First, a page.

I learned a little Japanese (very little) in later years which I sometimes mixed up with my smattering of Chinese. Who remembers "Muh-she muh-she, ah no nay,.ah no nay, muh she muh she, ah no nay, Ah so deska"? It’s a gibberish song & actually means hello, hello, hey there (repeated) is that right? During my 1969 to 1973 ”twilight” (final) tour at Fleet Weather Central, Rota Spain, I found myself talking to our Spanish maid, Manoli, in a mixture of High School Spanish, pidgin Chinese & Japanese. Was SHE ever confused!
My liberty buddy, Seaman 1/c Aerm, Bill Willis, was transferred TAD to MCAF Tsan Kou so that their weather office could 24 hour ops, especially night flight operations as required by Vice Admiral Badger. Bill took to duty at Tsan Kou like a duck to water. I believe he would have preferred to be a Marine. We really enjoyed Bill’s stories of day to day life at MCAF Tsan Kou when he visited the ship on pay days. Little did I know that I would be his relief in a few short months. Many years later Bill joined the CMA, China Marine Association, & recruited me as well. In turn, I recruited x-Sgt Paul Black, my Navy Primary weather A school classmate at Lakehurst, NJ & who was stationed at Tsan Kou in the comm Center. Sgt Patrick “PV” Gardner, also a China Marine member, had “struck” for weather in the past but was then assigned as a jack-of-all-trades to the base Navy Air Terminal. “PV” told us he was a “baggage smasher”.
On one of Bill Willis jeep trips to the MCAF from our ship they were stopped by Chinese soldiers who blocing traffic both ways. Accused bah loo (Communist) prisoners were forced to dig their own graves & kneel in position so as to topple into them when the NCO or Officer in charge shot them in the back of the head. Needless to say it was a very unnerving experience for him. Another unpleasant aspect of life for the Chinese were the Nationalist Army recruiting forays into neighborhoods in which every male old enough to carry a gun became an unwilling conscript into the Chinese Nationalist army.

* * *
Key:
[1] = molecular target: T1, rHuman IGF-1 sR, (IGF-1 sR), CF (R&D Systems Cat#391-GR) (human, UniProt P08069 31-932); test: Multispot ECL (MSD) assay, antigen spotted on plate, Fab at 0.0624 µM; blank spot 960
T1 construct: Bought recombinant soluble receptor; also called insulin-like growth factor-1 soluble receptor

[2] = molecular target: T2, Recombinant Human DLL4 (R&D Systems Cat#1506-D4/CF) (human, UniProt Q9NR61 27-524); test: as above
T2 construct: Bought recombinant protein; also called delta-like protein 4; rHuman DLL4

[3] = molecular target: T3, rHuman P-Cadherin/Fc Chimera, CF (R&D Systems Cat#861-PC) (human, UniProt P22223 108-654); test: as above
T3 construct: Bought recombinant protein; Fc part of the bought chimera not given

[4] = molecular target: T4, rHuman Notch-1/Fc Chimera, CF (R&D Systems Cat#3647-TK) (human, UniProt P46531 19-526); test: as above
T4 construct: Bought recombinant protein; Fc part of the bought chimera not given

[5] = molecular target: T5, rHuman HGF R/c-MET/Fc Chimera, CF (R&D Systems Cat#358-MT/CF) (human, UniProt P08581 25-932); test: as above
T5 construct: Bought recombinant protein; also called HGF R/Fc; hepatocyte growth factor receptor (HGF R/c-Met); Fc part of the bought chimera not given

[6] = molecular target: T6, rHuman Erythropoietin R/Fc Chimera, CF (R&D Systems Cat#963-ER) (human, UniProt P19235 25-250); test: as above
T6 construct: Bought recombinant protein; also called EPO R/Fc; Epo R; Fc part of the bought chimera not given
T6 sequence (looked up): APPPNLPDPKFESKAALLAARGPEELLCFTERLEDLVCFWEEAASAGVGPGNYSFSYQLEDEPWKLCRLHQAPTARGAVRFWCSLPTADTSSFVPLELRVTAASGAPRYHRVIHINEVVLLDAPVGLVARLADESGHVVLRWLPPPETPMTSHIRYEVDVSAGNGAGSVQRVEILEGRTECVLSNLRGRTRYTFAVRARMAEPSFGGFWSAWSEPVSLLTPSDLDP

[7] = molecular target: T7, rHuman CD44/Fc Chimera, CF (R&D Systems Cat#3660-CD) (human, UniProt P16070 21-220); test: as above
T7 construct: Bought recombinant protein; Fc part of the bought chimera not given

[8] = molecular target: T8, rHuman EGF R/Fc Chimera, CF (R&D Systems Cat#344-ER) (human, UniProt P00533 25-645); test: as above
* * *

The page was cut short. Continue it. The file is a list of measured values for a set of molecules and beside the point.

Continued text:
USS Estes was relieved by USS Eldorado, AGC-11, which made several interesting trips over the next month or so including a port visit to Hong Kong. We rode pedicabs from the landing to a hotel restaurant which we had been told served fresh milk & great tasting ice cream. We were drinking chalky powdered milk aboard (NOT drinking it in my case). In the late 50s I got to try “re-constituted milk” in Japan which was not bad at all. We visited Jingles’ Bar on Kowloon Island where I ordered a stout, not knowing what the blazes it was. I didn't much like it. Jingles was a Navy Chief Cook who retired in Hong Kong. He went out to celebrate his prospective return to CONUS (continental limits of the United States) only to wake up the next morning as a bar owner. On leaving the bar we met a pair of lovelies in a Kowloon hotel & spent a few pleasant hours therein. I also visited "The Real Jimmy Lee", a prominent local tailor (apparently there was a Jimmy Lee the tailor impersonator ), & ordered a tailor made double breasted gray pin stripe suit that would have looked great on Al Capone in the 30s, but not me in the late 40s. My taste was obviously all in my mouth.